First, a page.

What to Know
Two of the tri-state area’s most-wanted fugitives are women who attacked police officers, now officials are looking to bring them to justice
Donna Joan Borup allegedly threw acid into a crowd that included police during an anti-apartheid protest at JFK Airport nearly 40 years ago
Joanne Chesimard and two others shot and killed a New Jersey State Trooper "execution style"
Two of the tri-state area’s most-wanted fugitives are women who attacked police officers. One is accused of helping to assassinate an officer at point blank range. The other is accused of partially blinding a cop by throwing acid in his eyes. The FBI and police are making a new push to try to catch the two.
The FBI released a new computerized image of Donna Joan Borup this week showing what she may look like now nearly 40 years after she allegedly attacked Port Authority Police Officer Evan Goodstein. Officials said Borup was part of an extremist communist group that tried to start a riot at Kennedy Airport by allegedly throwing acid into a crowd that included police during an anti-apartheid protest.
“That was one of the devices that they used,” said Port Authority Police Superintendent Edward Cetnar. “It struck him and it caused him to go blind in one eye.” Borup was one of several “May 19 Communists” arrested in the incident, but she later jumped bail. The FBI believes she fled from Queens to Canada back in 1981. They believe for years has been hiding in Central America.
“We will not forget she is a fugitive from justice,” Cetnar said as Port Authority detectives continue to work with the FBI to try to develop leads on her whereabouts. The FBI said it is announcing a $100,000 reward for information leading to Borup's capture this ‘Police Week’ – a week meant to highlight the dangers and sacrifice of police officers make.
“We don’t forget and the question that folks ask is ‘but this was so long ago, let bygones be bygones.’ Absolutely not — everyone is accountable for their actions,” said FBI New York Director William Sweeney. He said Borup needs to face justice for the harm she caused. “If you put yourself in the perspective of the victim, what would you expect us to do and we as a community should be doing the same for this officer.”
Goodstein declined to speak for this story but is in regular contact with authorities working the case. “The agents and detectives that have worked this have obviously changed but that doesn’t mean the passion changes and we keep on searching.”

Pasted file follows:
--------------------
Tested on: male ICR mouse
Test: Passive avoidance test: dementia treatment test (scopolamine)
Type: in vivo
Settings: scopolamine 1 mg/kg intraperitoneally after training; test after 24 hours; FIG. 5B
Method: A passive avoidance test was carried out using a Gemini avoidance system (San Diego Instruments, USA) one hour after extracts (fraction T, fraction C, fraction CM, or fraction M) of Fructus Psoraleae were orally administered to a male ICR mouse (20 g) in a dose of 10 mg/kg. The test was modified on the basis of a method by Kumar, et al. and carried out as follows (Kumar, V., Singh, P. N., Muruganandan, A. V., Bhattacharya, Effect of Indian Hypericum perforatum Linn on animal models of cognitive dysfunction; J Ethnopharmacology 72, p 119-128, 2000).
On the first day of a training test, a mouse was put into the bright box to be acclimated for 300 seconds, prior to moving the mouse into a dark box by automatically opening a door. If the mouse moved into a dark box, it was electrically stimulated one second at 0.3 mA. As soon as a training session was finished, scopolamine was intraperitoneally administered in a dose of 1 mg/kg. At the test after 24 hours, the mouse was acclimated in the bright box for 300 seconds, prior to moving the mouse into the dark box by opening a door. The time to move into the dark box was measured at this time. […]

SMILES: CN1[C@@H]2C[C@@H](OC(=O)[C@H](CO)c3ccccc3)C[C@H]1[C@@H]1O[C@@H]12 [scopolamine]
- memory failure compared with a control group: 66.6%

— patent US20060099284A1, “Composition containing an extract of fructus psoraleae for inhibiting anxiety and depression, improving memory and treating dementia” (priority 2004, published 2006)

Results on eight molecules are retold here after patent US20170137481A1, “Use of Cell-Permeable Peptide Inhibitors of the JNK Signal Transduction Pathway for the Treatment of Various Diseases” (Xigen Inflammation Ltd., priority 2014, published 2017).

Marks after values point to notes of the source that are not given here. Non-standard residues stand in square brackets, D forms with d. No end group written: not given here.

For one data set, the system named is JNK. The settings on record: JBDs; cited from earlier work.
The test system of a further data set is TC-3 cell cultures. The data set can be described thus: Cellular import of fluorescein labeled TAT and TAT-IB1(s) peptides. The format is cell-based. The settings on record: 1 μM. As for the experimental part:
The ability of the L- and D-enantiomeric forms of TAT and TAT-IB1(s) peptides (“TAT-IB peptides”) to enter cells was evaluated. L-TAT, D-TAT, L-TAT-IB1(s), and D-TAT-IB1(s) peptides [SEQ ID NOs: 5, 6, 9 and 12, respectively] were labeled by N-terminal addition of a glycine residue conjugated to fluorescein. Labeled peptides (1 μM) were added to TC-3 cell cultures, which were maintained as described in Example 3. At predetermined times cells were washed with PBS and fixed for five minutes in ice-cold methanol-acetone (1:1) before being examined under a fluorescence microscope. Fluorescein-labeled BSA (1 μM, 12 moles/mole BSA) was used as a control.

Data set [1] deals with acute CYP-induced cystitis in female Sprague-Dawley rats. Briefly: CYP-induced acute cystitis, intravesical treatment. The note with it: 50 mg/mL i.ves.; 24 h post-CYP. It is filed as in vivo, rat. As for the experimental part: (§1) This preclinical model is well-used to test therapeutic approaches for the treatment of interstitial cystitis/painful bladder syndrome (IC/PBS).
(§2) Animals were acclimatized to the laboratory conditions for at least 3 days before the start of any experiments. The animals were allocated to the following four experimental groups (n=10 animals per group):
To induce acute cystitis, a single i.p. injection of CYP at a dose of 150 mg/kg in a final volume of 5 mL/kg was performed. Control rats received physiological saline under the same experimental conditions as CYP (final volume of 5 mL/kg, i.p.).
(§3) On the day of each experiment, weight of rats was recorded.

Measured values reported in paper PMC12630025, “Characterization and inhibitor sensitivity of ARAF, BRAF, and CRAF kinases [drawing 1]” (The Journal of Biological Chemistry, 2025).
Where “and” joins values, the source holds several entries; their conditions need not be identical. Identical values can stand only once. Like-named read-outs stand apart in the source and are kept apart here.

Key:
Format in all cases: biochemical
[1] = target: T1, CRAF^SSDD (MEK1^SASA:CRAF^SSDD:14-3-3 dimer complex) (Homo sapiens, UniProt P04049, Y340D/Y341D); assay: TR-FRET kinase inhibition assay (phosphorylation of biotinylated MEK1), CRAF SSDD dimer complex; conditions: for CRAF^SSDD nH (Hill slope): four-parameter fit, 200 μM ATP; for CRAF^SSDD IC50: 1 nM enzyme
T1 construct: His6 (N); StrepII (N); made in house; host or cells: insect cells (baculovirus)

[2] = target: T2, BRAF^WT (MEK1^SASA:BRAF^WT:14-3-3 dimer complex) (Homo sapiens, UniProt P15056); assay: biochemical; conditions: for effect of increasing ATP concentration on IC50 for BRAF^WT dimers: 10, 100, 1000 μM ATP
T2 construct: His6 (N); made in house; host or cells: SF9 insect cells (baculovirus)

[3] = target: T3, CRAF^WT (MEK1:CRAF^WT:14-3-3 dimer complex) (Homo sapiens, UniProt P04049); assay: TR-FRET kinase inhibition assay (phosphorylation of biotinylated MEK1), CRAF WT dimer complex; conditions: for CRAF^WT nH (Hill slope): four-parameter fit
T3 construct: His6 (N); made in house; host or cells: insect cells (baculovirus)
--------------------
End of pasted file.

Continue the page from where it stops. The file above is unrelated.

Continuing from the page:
Paul Nunziato, head of the Port Authority PBA called Borup a "domestic terrorist" who got away. “The pain and suffering she caused a police officer and his family has not diminished decades later, and neither should her punishment, if found guilty.”
The FBI is highlighting another woman who is on their list of most wanted terrorists. Convicted cop killer Joanne Chesimard is still believed to be hiding in Cuba – decades after she helped shoot and kill a New Jersey State Trooper on the Turnpike.
“She’s a convicted killer and we would like to have her returned to the U.S. to finish the remainder of her sentence,” said Colonel Patrick Callahan. Chesimard is part of a crew of Black Liberation Army members linked to numerous shootings and bank robberies. In 1973, she and two others shot and killed Trooper Werner Foerester during a traffic stop.
The group shot him at point blank range after he was wounded on the ground from the initial volley of shots. The suspects “took his service revolver from his holster and shot him execution style,” Callahan said.
Despite her conviction, Chesimard claims she played no role in the shooting of the officer that night. In an interview with WNBC from Cuba in 1988 “I was shot with my arms in the air and then shot in the back and then left on the ground to die,” she said.
Chesimard was tried and convicted but escaped in 1979 from a New Jersey prison. To date Cuban authorities have refused to turn her over to the U.S. to serve her prison sentence.
“Joanne Chesimard is a designated domestic terrorist,” said Greg Ehrie, head of the New Jersey FBI office. Ehrie said Chesimard’s ongoing attempts to politicize her story misses the point. “Anyone else would have faced the same conviction and the same trial and the same outcome. Ms. Chesimard needs to understand that and she needs to answer for her crimes.
Ehrie said the State Department continues to try to press the Cuban regime to turn her over to face justice. He said the FBI continues to try to monitor her movements and hopes a $2 million dollar reward will someday lead to her capture and return to a U.S. prison.